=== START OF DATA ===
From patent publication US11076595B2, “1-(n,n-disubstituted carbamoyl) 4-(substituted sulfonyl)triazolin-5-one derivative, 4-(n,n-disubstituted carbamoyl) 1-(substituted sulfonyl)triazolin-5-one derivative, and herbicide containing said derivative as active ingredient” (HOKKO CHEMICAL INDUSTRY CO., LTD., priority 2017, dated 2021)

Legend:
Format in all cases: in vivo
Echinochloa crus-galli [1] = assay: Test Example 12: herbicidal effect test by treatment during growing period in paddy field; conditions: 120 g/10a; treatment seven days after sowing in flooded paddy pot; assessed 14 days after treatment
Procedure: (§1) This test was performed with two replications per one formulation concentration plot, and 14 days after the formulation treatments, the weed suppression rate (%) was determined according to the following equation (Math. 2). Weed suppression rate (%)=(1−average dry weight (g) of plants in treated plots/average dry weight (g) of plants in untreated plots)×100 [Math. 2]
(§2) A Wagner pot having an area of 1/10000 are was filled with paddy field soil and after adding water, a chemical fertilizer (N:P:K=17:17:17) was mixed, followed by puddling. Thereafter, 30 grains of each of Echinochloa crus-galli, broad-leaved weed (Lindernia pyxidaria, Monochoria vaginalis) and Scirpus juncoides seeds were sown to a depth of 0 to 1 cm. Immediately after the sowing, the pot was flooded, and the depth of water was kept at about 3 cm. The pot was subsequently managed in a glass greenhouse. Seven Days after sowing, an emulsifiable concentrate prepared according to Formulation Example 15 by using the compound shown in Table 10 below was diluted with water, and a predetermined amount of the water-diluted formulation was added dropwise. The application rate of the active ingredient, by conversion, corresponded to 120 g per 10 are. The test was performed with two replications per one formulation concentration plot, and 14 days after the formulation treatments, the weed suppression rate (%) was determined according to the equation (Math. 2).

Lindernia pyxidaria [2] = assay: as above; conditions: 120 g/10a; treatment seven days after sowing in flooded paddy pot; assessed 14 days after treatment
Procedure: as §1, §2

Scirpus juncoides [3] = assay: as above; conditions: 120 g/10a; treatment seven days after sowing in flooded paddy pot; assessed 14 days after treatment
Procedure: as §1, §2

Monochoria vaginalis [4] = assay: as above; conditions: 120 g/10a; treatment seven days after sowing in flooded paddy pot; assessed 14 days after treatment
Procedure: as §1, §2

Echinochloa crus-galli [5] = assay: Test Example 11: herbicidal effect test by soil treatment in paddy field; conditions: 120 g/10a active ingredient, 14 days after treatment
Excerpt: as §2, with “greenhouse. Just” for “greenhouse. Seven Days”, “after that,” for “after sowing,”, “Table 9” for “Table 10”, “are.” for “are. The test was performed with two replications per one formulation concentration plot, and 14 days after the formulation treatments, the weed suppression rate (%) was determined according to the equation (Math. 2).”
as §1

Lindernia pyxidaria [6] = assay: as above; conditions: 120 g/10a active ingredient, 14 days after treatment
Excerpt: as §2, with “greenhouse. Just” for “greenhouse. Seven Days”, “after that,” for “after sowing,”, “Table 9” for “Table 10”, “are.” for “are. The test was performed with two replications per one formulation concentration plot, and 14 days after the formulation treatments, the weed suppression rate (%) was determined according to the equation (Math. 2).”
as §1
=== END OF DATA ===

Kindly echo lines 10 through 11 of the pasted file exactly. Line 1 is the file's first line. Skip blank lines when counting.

Procedure: as §1, §2

Monochoria vaginalis [4] = assay: as above; conditions: 120 g/10a; treatment seven days after sowing in flooded paddy pot; assessed 14 days after treatment